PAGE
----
CARLISLE - The fate of the town's first two-story schoolhouse is in limbo after its renter and the School Department were unable to reach a new lease agreement for the 99-year-old building.
School officials say the Highland Building, which has been leased by the nonprofit group Emerson Umbrella and used by artists as studio space for the past 13 years, is not viable as a school building and should either be demolished or moved from the Carlisle School campus. The School Committee asked the Board of Selectmen to appoint a committee to offer options for the town before a final decision is made.
"We felt this is an issue that goes beyond the School Committee," said committee member Michael Fitzgerald. "It's a revered building. We as a community face a big decision about what to do with a rapidly deteriorating building that is not in the school's future."
Selectmen agreed to establish the committee, and the board is expected to appoint members at its meeting Tuesday night.
Selectmen chairman Timothy Hult said the board will ask the committee to report back prior to Town Meeting so an article can be placed before voters in the spring. The committee will look at the cost of preserving the building, and the viability and cost of moving the building, he said.
"There are not many historically significant buildings in town, and many feel it would be a shame to lose it," Hult said.
Fitzgerald said the future of the Highland Building comes up every five to 10 years, but the issue has come to a head this year. He said the School Department recently completed a master plan for the Carlisle School campus, and the School Committee decided the building doesn't fit into those plans.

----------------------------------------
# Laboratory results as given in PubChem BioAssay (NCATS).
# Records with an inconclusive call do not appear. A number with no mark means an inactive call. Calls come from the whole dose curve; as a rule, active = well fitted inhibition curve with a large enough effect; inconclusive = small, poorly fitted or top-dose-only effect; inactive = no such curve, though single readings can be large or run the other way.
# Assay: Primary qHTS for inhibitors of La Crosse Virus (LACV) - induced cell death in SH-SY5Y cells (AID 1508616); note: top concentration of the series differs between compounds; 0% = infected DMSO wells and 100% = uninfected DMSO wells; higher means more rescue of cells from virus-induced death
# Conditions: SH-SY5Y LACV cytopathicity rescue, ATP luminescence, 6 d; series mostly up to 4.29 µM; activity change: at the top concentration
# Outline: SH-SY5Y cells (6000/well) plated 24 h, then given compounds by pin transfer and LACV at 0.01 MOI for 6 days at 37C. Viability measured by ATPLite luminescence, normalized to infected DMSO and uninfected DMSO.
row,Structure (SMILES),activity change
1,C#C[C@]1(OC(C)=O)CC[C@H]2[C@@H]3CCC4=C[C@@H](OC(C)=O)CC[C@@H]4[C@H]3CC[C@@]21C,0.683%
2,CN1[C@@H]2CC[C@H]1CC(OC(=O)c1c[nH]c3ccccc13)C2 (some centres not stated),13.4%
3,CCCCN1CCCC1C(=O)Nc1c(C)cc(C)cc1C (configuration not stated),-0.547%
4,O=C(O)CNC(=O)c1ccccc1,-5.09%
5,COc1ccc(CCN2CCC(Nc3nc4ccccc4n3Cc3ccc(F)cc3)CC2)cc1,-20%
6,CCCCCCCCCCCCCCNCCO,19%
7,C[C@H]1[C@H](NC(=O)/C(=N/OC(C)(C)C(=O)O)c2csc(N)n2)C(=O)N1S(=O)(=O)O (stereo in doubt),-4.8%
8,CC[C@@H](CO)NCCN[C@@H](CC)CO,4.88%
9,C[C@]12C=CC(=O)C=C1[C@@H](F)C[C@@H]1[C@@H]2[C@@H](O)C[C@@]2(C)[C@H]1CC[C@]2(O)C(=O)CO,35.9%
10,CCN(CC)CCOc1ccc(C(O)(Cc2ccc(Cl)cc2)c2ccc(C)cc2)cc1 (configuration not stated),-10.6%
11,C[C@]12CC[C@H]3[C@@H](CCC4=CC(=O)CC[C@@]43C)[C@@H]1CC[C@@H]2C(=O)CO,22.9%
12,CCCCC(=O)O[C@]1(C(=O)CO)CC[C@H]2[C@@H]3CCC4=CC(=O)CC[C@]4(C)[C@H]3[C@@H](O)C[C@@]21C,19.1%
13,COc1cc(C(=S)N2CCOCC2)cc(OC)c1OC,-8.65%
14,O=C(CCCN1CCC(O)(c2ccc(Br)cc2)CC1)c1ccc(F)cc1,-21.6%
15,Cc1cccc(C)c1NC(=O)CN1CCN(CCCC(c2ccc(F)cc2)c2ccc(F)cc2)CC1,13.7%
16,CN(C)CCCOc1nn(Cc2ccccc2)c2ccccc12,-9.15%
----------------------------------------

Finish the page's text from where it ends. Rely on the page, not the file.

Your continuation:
Fitzgerald said the two-story wood structure has no sprinkler system, no elevator, and needs significant repairs. He said the building would not be eligible for state funds because it is not handicapped-accessible.
"There is no educational value," he said. "We can't use it for an educational facility. It has more going against it than it has going for it."
Fitzgerald said the committee has considered demolishing the building so it can use the land for school-related purposes such as parking or a new playground. At the same time, the School Department was unable to reach a new lease agreement with Emerson Umbrella, which has rented the building since 1994.
The 10 artists who rent studios there are now looking for new space, said Carrie Flood, Emerson Umbrella's managing director.
The School Department had wanted Emerson Umbrella, a Concord-based cultural organization that provides studio and performance space and offers classes, to pick up the tab for repairs. But the group, which had been paying $1 a year in rent and was responsible for the building's maintenance, says those repairs are beyond its means.
Flood said the organization has done basic upkeep but cannot afford the major repairs needed. She said the chimney is leaning and the front porch must be replaced. She does not have a cost estimate, but said she knows it's too much for Emerson Umbrella to absorb.
She said she is disappointed because the building's large windows with ample lighting are perfect for the artists. "We just know it's prohibitively expensive," she said, adding that the artists will be out by Jan. 31, if not the end of December.
Phyllis Hughes, who has rented space in the Highland Building for 13 years, said she hopes the town preserves the building. "It's a lovely old building, and we don't have many antique buildings in town," she said. "The bones, the structure, of the building are rock solid. There are a great many people horrified at the thought of tearing it down."
Selectman Douglas Stevenson, who attended fifth grade in the Highland Building, said he hopes it doesn't come to that. He said his preference is for the town to preserve the building for some use. One idea, he said, is to move the school's administrative offices there.
But whatever happens, Stevenson said, the town must make a decision quickly.
He said fire officials have raised concerns about safety because the building is made of wood and is located close to other school buildings.
"Ultimately, we can't just board it up and mothball it and wait for it to fall down," Stevenson said. "I'd like us to explore all other options."
Jennifer Fenn Lefferts can be reached at email@example.com.